Just back from a monthly auction I attend. Everyone seemed to be half asleep, like me from my kiln firing.  There were a few exceptional pieces. A Kamakura era piece, a part of the Nara gojunoto that went very cheap. A massive planter, 150 cm. in diameter, went for about 5,000 yen, delivery included. No one wanted it as it is too heavy to move. A couple of pieces I was looking for didn’t show up, a set of Kutani sake cups in particular. The link shows them at the bottom. I hope they show up next month. I wanted to buy a Shigaraki mizusashi that was very beautiful. The starting price was what I decided would be my maximum price. It didn’t sell, I didn’t put a bid in because I still haven’t fully woken up from the marathon firing. There was a white Bizen piece that went for a couple of hundred thousand yen. Winner of the most confusing bid sequence goes to a pile of paper that included a couple of books. The bid started at about 10,000 yen, quickly went to 50,000 yen and suddenly jumped to 200,000 yen. The winner looked as confused as everyone. I don’t know if he planned on paying that much but that is what he bid.

What is it about some of these dealers?

There are snacks available, in the morning a lot of candy, crackers, cookies, etc., in the afternoon breads, apple pie type bread, boxed juice. There are a couple of older dealers that happen to sit directly in front of me that leave, after several trips to the snack area, with their bags buldging with snacks to take home in their new Volvos and Jaguars.

Kiln update.

It is now 280 c.

Antiques 9-19-09

September 20, 2009

Kura dashi part two. These photos are a continuation of last weeks series. The monthly Wakakusakai auction was the 15th. in Nara and lot 1 of the 3 lots was divided into 4 sub-lots. All 4 were sold on the 15th. Next month lot 2 will go up. Nothing too outstanding about the auction last week. The blue and white ceramics went for pretty good prices. There were about 50 guinomi that I didn’t see during the first photo session that were sold. I tried to get a couple of the lots but couldn’t afford them.

The photos just before the Kutani guinomi are Mr. Kawase looking and labeling the items in the boxes. It is very interesting to see the process. I finally understand something I have heard a number of times: that antiques dealers see more in a month than most people see in a lifetime.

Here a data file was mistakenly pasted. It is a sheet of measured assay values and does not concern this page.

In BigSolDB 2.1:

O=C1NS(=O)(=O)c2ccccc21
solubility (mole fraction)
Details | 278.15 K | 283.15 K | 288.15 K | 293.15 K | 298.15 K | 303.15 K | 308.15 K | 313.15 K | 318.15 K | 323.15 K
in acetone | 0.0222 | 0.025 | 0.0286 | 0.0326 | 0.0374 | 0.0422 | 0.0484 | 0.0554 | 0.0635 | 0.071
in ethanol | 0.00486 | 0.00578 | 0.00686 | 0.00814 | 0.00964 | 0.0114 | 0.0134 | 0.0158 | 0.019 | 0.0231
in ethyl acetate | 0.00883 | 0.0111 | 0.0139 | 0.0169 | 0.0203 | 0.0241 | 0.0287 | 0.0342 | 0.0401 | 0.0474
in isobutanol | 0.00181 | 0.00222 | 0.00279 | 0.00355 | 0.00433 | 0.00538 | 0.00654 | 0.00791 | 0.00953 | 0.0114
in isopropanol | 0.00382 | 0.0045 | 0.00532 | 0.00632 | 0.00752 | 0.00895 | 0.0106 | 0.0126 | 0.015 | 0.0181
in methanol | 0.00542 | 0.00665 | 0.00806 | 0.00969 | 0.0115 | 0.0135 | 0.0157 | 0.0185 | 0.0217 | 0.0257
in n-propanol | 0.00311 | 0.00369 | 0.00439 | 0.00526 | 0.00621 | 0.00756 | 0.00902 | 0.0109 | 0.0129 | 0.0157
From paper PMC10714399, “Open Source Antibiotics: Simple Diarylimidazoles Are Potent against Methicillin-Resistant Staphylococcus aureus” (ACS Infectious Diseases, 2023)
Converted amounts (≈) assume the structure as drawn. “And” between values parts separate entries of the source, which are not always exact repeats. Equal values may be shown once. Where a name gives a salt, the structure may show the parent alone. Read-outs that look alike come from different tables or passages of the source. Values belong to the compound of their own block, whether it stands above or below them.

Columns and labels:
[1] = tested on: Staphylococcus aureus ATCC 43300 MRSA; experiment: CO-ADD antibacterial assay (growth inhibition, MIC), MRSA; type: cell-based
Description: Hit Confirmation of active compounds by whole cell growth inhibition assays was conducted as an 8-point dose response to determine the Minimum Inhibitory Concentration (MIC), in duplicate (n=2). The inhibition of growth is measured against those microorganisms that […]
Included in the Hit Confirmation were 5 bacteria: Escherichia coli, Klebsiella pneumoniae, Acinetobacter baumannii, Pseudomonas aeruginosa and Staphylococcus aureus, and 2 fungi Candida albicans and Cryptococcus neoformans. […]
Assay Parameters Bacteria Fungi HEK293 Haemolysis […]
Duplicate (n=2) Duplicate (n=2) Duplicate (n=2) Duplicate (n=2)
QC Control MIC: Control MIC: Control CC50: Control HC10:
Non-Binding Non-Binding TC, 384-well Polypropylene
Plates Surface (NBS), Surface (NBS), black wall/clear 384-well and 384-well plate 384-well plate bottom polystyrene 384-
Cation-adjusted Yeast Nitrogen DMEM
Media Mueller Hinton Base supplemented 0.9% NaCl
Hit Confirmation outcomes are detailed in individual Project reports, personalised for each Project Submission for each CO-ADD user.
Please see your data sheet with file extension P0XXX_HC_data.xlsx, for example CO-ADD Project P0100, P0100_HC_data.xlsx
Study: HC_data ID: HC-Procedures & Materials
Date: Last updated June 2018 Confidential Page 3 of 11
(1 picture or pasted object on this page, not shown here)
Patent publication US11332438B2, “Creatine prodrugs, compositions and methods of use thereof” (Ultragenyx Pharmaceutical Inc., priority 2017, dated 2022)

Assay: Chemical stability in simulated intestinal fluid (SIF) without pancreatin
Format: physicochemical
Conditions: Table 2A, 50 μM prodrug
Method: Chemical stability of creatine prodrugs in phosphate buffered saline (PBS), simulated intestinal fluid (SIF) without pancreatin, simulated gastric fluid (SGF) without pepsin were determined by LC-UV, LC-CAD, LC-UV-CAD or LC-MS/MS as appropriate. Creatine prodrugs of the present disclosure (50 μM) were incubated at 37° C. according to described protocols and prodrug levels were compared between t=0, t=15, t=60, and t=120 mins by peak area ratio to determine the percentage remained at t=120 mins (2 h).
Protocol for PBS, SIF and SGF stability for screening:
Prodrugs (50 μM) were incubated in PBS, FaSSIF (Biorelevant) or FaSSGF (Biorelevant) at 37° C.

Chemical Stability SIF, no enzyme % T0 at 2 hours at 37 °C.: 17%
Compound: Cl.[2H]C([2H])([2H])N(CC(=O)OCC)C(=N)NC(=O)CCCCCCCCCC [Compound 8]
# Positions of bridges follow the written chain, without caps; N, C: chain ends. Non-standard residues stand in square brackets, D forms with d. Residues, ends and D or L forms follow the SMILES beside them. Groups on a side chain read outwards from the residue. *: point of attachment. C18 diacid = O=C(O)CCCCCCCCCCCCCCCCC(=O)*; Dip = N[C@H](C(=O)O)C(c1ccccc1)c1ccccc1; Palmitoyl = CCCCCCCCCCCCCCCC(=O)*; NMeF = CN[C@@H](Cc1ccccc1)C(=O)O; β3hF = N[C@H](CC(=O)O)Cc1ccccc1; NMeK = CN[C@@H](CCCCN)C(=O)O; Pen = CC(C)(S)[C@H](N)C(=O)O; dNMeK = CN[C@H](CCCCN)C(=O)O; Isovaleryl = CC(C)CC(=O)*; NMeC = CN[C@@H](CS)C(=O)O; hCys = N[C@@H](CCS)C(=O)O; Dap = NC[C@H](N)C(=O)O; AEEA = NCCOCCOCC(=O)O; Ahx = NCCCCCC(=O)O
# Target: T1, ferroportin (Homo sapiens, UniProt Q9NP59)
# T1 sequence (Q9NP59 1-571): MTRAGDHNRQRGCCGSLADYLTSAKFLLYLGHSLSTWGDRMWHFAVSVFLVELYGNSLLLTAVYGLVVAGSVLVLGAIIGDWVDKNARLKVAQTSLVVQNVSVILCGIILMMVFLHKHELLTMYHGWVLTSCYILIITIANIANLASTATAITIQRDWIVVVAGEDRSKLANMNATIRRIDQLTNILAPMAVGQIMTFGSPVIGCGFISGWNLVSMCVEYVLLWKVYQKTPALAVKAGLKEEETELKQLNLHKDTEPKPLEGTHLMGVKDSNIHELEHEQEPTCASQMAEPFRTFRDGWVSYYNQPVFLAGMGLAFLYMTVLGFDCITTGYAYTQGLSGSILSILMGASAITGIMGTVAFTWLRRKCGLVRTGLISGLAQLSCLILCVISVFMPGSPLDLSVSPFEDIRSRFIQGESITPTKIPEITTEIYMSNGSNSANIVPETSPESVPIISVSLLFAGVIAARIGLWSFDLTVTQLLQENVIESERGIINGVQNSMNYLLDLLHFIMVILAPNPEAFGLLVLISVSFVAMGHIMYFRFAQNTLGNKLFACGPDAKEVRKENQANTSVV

In the pictures below I would like to draw attention to the last set of pictures of the Kutani guinomi. If anybody is interested in them contact me and let me know what your highest bid would be and I will bid for them for you. I want them and if I can get them I will try but if anyone is interested let me know. The bid would not of course include shipping. That actually goes for any item in the pictures.

Antiques 9-12-09

September 13, 2009

This is what a “kura dashi” looks like. An estate sale. This kura held the combined holdings of three generations of collectors. All told there are roughly 500 lots. The earliest is around the Kamakura period. The current head of the family has no interest or use for the items so he took everything to the dealer to be sold. The items will go up for auction at the Wakakusakai auction in three lots, the first this coming Tuesday the 15th. of September. I will be on the sideline hoping there is a tiring out from so much Ming ware and Mishima teabowls going that I will be able to pick up something in my price range. None of this stuff had been touched since Showa 17,  1942. The newspapers show a date of Showa 17. I really like the Ming rooster plate, the bowls that have pictures of the children although they don’t really look like children, those bowls date from around 1720 and some of the Iga and Mishima ware.

I don’t have a lot of details on each piece as I was busy opening boxes, photographing and re-tying the box.